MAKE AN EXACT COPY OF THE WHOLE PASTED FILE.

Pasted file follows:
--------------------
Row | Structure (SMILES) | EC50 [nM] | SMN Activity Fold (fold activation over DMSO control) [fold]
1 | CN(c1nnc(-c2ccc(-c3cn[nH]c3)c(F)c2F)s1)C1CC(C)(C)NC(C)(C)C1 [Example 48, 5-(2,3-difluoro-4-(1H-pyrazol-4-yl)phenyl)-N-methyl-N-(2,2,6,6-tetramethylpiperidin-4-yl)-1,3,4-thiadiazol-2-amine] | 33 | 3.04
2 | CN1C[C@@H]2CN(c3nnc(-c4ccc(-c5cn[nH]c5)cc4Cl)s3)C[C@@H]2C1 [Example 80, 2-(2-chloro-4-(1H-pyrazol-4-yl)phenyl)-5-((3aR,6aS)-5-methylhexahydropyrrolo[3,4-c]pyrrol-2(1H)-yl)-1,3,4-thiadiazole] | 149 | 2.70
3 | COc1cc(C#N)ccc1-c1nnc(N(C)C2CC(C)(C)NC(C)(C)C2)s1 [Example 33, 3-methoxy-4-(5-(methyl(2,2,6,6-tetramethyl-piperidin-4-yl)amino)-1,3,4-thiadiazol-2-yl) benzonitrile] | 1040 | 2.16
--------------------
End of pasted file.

Row | Structure (SMILES) | EC50 [nM] | SMN Activity Fold (fold activation over DMSO control) [fold]
1 | CN(c1nnc(-c2ccc(-c3cn[nH]c3)c(F)c2F)s1)C1CC(C)(C)NC(C)(C)C1 [Example 48, 5-(2,3-difluoro-4-(1H-pyrazol-4-yl)phenyl)-N-methyl-N-(2,2,6,6-tetramethylpiperidin-4-yl)-1,3,4-thiadiazol-2-amine] | 33 | 3.04
2 | CN1C[C@@H]2CN(c3nnc(-c4ccc(-c5cn[nH]c5)cc4Cl)s3)C[C@@H]2C1 [Example 80, 2-(2-chloro-4-(1H-pyrazol-4-yl)phenyl)-5-((3aR,6aS)-5-methylhexahydropyrrolo[3,4-c]pyrrol-2(1H)-yl)-1,3,4-thiadiazole] | 149 | 2.70
3 | COc1cc(C#N)ccc1-c1nnc(N(C)C2CC(C)(C)NC(C)(C)C2)s1 [Example 33, 3-methoxy-4-(5-(methyl(2,2,6,6-tetramethyl-piperidin-4-yl)amino)-1,3,4-thiadiazol-2-yl) benzonitrile] | 1040 | 2.16